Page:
The neon-streaked days of roller rinks and turtlenecks, leg warmers and popped polo collars have come and gone, but you wouldn't think so listening to Michael "Touch Sensitive" Di Francesco's dazzling debut Visions. The Sydney-based DJ/producer's long-awaited LP and its lead single "Lay Down", which shot to the top of the Hype Machine charts, are as retro-gazing as they are distinctly modern, with nods to everything from nu disco to slo-mo house.

Featuring a sample lifted from 90s DJ and producer Paul Johnson's "So Much (So Much Mix)," the New Jack-kissed "Veronica" owns the dance floor. While the conversational interplay between the sexed-up couple is anything but profound, there is no denying its charms, however laughably awkward. While not everything on Visions is as instantly arresting, it is a testament to Di Francesco's talents that everything old sounds so damn fresh again.

8. Gourmet - “Delicious”

Neither Gourmet's defiantly eccentric, nine-track debut Cashmere, nor its subsequent singles, "There You Go" or "Yellow" gave any indication that the South African purveyor of "spaghetti pop" would drop one of the year's sassiest club tracks, but there you have it. The Cape Town-based artist, part of oil-slick, independent label 1991's diminutive roster, flagrantly disregards expectation on his latest outing, channeling the Scissor Sisters at their most gloriously bitchy best, Ratchet-era Shamir, and the shimmering dance-pop of UK singer-producer Joe Flory, aka Amateur Best.

With an amusingly detached delivery that rivals Ben Stein's droning roll call in Ferris Bueller's Day Off , he sings "I just want to dance, and fuck, and fly, and try, and fail, and try again…hold up," against a squelchy bass line and stabbing synths. When the percussive noise of what sounds like a triangle dinner bell appears within the mix, one can't help but think that Gourmet is simply winking at his audience, as if to say, "dinner is served."

7. Pouvoir Magique - “Chalawan”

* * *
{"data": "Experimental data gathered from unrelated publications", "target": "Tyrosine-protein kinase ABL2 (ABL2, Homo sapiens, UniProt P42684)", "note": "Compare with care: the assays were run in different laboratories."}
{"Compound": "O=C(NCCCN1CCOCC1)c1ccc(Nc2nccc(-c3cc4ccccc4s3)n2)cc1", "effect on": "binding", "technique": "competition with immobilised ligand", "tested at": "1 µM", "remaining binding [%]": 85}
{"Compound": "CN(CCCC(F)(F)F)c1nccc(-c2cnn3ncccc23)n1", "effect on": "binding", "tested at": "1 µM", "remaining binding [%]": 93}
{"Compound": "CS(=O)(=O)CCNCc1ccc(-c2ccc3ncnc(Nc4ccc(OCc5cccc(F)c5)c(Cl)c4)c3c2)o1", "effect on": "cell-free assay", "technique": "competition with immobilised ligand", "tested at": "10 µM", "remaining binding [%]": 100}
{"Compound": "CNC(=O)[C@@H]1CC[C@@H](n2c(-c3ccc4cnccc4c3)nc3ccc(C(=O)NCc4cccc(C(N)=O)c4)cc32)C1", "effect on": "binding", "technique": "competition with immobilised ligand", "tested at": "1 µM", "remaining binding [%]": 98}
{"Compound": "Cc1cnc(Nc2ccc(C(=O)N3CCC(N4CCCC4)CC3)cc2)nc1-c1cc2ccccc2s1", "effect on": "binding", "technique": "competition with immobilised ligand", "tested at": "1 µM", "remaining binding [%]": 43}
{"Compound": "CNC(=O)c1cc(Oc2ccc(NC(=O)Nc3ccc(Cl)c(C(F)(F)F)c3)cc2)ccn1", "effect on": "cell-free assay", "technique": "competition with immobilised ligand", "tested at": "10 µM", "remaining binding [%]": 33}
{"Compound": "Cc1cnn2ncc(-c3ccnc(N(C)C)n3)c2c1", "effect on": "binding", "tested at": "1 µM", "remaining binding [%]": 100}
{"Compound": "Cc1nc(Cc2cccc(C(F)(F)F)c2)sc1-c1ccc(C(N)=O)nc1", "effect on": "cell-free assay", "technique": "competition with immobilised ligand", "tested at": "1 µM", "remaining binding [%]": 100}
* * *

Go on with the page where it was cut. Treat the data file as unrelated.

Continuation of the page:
Like a psychoactive ayahuasca brew, the intoxicating "shamanic techno" of Parisian duo Pouvoir Magique's LP Disparition, is an exhilarating trip into unfamiliar territory. Formed in November of 2011, "Magic Power" is the musical project of Clément Vincent and Bertrand Cerruti, who over the years, have cleverly merged several millennia of songs from around the world with 21st-century beats and widescreen electro textures. Lest ye be worried, this is anything but Deep Forest.

In the spring of 2013, Pouvoir Magique co-founded the "Mawimbi" collective, a project designed to unite African musical heritage with contemporary soundscapes, and released two EPs. Within days of launching their label Musiques de Sphères, the duo's studio was burglarized and a hard drive with six years of painstakingly curated material had vanished. After tracking down demos they shared with friends before their final stages of completion, Clément and Bertrand reconstructed an album of 12 tracks.

Unfinished though they might be, each song is a marvelous thing to behold. Their stunning 2016 single "Eclipse," with its cinematic video, might have been one of the most immediate songs on the record, but it's the pulsing "Chalawan," with its guttural howls, fluttering flute-like passages, and driving, hypnotic beats that truly mesmerizes.

6. Purple Disco Machine - “Body Funk” & “Devil In Me” (TIE)

Whenever a bevy of guest artists appears on a debut record, it's often best to approach the project with caution. 85% of the time, the collaborative partners either overshadow the proceedings or detract from the vision of the musician whose name is emblazoned across the top of the LP. There are, however, pleasant exceptions to the rule and Tino Piontek's Soulmatic is one of the year's most delightfully cohesive offerings. The Dresden-born Deep Funk innovator, aka Purple Disco Machine, has risen to international status since 2009, releasing one spectacular track and remix after another. It should go without saying that this long-awaited collection, featuring everyone from Kool Keith to Faithless and Boris D'lugosch, is ripe with memorable highlights.

The saucy, soaring "Mistress" shines a spotlight on the stellar pipes of "UK soul hurricane" Hannah Williams. While it might be a crowning moment within the set, its the strutting discofied "Body Funk", and the album's first single, "Devil In Me", that linger long after the record has stopped spinning. The former track with its camptastic fusion of '80s Sylvester gone 1940s military march, and the latter anthem, a soulful stunner that samples the 1968 Stax hit "Private Number", and features the vocal talents of Duane Harden and Joe Killington, feels like an unearthed classic. Without a doubt, the German DJ's debut is one of the best dance records of the year.